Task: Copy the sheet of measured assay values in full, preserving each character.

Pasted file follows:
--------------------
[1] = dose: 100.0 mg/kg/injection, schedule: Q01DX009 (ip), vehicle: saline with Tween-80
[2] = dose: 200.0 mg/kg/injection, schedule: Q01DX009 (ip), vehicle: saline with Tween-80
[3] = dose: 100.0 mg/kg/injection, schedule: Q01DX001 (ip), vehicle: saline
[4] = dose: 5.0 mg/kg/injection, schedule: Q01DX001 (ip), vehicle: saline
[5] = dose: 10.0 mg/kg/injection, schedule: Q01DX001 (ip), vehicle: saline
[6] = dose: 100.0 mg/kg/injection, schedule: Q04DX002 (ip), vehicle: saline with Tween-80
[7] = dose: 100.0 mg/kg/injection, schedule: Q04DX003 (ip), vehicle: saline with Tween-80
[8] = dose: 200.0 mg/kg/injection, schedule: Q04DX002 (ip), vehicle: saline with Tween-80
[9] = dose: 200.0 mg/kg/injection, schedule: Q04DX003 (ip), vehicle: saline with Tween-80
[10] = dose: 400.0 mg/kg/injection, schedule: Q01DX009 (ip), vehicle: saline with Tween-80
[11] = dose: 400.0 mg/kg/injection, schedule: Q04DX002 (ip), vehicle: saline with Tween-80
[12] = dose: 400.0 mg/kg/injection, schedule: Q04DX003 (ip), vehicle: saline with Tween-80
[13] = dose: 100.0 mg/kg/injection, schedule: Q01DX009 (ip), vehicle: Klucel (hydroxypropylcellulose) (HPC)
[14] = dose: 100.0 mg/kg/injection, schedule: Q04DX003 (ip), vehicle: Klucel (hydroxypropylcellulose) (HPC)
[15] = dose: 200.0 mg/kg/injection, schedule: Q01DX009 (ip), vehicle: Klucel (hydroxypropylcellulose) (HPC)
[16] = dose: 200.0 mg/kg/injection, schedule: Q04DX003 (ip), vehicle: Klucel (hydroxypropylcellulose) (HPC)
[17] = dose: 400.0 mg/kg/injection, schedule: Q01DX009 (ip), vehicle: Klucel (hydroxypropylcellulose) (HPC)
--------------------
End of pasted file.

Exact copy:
[1] = dose: 100.0 mg/kg/injection, schedule: Q01DX009 (ip), vehicle: saline with Tween-80
[2] = dose: 200.0 mg/kg/injection, schedule: Q01DX009 (ip), vehicle: saline with Tween-80
[3] = dose: 100.0 mg/kg/injection, schedule: Q01DX001 (ip), vehicle: saline
[4] = dose: 5.0 mg/kg/injection, schedule: Q01DX001 (ip), vehicle: saline
[5] = dose: 10.0 mg/kg/injection, schedule: Q01DX001 (ip), vehicle: saline
[6] = dose: 100.0 mg/kg/injection, schedule: Q04DX002 (ip), vehicle: saline with Tween-80
[7] = dose: 100.0 mg/kg/injection, schedule: Q04DX003 (ip), vehicle: saline with Tween-80
[8] = dose: 200.0 mg/kg/injection, schedule: Q04DX002 (ip), vehicle: saline with Tween-80
[9] = dose: 200.0 mg/kg/injection, schedule: Q04DX003 (ip), vehicle: saline with Tween-80
[10] = dose: 400.0 mg/kg/injection, schedule: Q01DX009 (ip), vehicle: saline with Tween-80
[11] = dose: 400.0 mg/kg/injection, schedule: Q04DX002 (ip), vehicle: saline with Tween-80
[12] = dose: 400.0 mg/kg/injection, schedule: Q04DX003 (ip), vehicle: saline with Tween-80
[13] = dose: 100.0 mg/kg/injection, schedule: Q01DX009 (ip), vehicle: Klucel (hydroxypropylcellulose) (HPC)
[14] = dose: 100.0 mg/kg/injection, schedule: Q04DX003 (ip), vehicle: Klucel (hydroxypropylcellulose) (HPC)
[15] = dose: 200.0 mg/kg/injection, schedule: Q01DX009 (ip), vehicle: Klucel (hydroxypropylcellulose) (HPC)
[16] = dose: 200.0 mg/kg/injection, schedule: Q04DX003 (ip), vehicle: Klucel (hydroxypropylcellulose) (HPC)
[17] = dose: 400.0 mg/kg/injection, schedule: Q01DX009 (ip), vehicle: Klucel (hydroxypropylcellulose) (HPC)